Is It Really a Mutiny?

Frederick J. Chiaventone is a novelist, screenwriter and retired Army officer.

When members of a South Carolina Army Reserve unit, the 343rd Quartermaster Company, refused to drive fuel trucks on a delivery run north of Baghdad this month, there was a great clamor in the press, and some commentators unguardedly used the term “mutiny” to describe the incident.

When the term “mutiny” is invoked, one is almost immediately reminded of the tense standoff between Clark Gable’s Fletcher Christian and Charles Laughton’s Capt. Bligh in the classic film “Mutiny on the Bounty.” It is that rare a phenomenon.

Looking back through U.S. history, examples of mutiny are few, and in every instance surrounded by what an adroit defense attorney might term “mitigating circumstances.”

The first large-scale incident worthy of the term occurred in Morristown, N.J., during the winter of 1780-1781. Under the command of Gen. Anthony Wayne (commonly known as “Mad Anthony”), six regiments of the Pennsylvania Line were encamped under the most miserable of conditions. Their clothes in tatters, footwear wrapped in rags against the intense cold, they were, as one soldier recalled, “reduced to dry bread and beef for our food, and to cold water for our drink. Neither officers or soldiers have received a single drop of spirituous liquors from the public magazines since the 10th of October last ... and what was once a poor substitute for a blanket (now divided among three soldiers), is but very wretched living and shelter against the winter’s piercing cold, drifting snows and chilling sleets. Our soldiery ... have now served their country with fidelity for near five years, poorly clothed, badly fed and worse paid.” When the cold, dejected and starving Pennsylvania Line soldiers rose up in protest of reenlistment practices, they took matters into their own hands and decided to take their complaints directly to the source -- Congress. The affair ended when a commission appointed to adjudicate the men’s demands resolved the dispute peacefully.


A similar incident among New Jersey regiments shortly thereafter was quickly put down, with two of the ringleaders facing a firing squad composed of their former comrades.

Freezing, ragged, hungry and unpaid after years of hard service, the soldiers from Pennsylvania and New Jersey had reached the end of their rope. There are few who would say that they did not have reason to be unhappy with their situation, and many who would say that they were driven to mutiny by intolerable conditions. Subsequent wars involving the United States each saw incidents of revolt in the ranks. In the War of 1812, large numbers of the Tennessee Volunteers walked away from the command of Andrew Jackson and the Creek Campaign in Alabama. Jackson, rather an irascible individual at the best of times, is reported to have forestalled the departure of a large number of other Volunteers by single-handedly confronting a mass of them. The musket he carried turned out to be rusted and nonfunctional, but the Volunteers buckled to Jackson’s iron will -- and possibly his reputation as a tough customer -- and returned to duty. The Volunteers had sufficient cause to complain; they were ravaged by disease and their terms of service had expired. In this case no charges were brought.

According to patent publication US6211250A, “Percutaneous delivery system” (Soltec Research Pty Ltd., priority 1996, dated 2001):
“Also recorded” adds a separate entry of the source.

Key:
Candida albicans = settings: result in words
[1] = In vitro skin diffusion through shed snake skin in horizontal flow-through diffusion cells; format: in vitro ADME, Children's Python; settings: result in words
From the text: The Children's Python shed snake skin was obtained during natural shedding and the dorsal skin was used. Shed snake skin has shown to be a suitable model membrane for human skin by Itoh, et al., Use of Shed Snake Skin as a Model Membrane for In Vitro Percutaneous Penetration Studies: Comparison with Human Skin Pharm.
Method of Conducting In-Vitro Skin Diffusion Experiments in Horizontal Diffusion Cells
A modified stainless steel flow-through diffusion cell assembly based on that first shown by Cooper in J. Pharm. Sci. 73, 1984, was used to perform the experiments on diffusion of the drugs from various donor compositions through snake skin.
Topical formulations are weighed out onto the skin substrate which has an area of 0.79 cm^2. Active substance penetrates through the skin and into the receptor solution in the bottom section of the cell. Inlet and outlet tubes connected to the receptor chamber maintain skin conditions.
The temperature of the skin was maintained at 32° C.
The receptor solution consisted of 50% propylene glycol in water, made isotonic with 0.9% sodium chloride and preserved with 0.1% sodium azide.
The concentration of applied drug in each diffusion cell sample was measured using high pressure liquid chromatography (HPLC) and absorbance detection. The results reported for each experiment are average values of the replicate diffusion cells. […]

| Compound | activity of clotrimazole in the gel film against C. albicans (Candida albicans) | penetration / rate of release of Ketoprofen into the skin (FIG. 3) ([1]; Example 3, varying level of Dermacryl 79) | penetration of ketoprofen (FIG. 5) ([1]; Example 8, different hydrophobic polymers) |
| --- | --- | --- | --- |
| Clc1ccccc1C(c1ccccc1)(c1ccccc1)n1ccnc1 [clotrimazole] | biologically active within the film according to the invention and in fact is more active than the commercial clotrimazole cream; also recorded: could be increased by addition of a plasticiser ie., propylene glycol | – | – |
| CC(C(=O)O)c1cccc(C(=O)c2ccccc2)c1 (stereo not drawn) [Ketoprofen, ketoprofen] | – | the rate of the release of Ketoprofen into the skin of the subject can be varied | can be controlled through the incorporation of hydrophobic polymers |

In 1862, most of the soldiers of the Anderson Cavalry serving in the Union’s Army of the Potomac likewise disregarded orders, feeling that they had been “deceived by their recruiting officers.” Again the supposedly “mutinous” actions resulted in no prison terms for those involved.

Perhaps the most noteworthy incident of mutiny occurred in July 1944, when two ammunition ships being loaded in Port Chicago (just north of San Francisco) exploded, leveling the port facility and killing more than 300 people. Of those killed, 202 were black ammunition handlers on duty with the Navy. Unnerved by the accident, many of the surviving black stevedores refused to return to work in what they felt were unsafe conditions. Most of their complaints were ultimately found to have merit -- conditions and grievances were redressed, and eventually all but 50 returned to their duties. The 50 holdouts were tried for mutiny and sentenced to prison terms lasting from five to 15 years. Their convictions, however, were fought by Thurgood Marshall, the future Supreme Court justice, who got the men acquitted on appeal and released in 1946. In the Korean and Vietnam wars, there were incidents of insubordination, desertion and (in Vietnam) even a number of attempts against the lives of unpopular officers and sergeants. But there are no records of anyone being charged with mutiny.


In the current case involving the 343rd Quartermaster Company, some commentators were quick to use the term “mutiny.” But is it? As defined by Article 94 of the Uniform Code of Military Justice, mutiny applies to anyone who, “with intent to usurp or override lawful military authority, refuses in concert with any other person to obey orders or otherwise do his or her duty or creates any violence or disturbance.” One can now expect a long and intense scrutiny of the facts of the current incident to determine whether it meets the test. Remember, the operable term in the definition of mutiny is “lawful,” and it must be proved that the orders given the soldiers in question were in fact lawful.

Should the investigations prove that there were indeed serious mechanical and security issues of legitimate concern to the drivers -- that the fears of the soldiers were justified and their allegations were true -- then it is highly unlikely that any legal action will be forthcoming.

This is not, to the dismay of some, the stuff of high drama. On the face of it there is little likelihood that the case involving the 343rd Quartermaster Company will rise to the level of mutiny.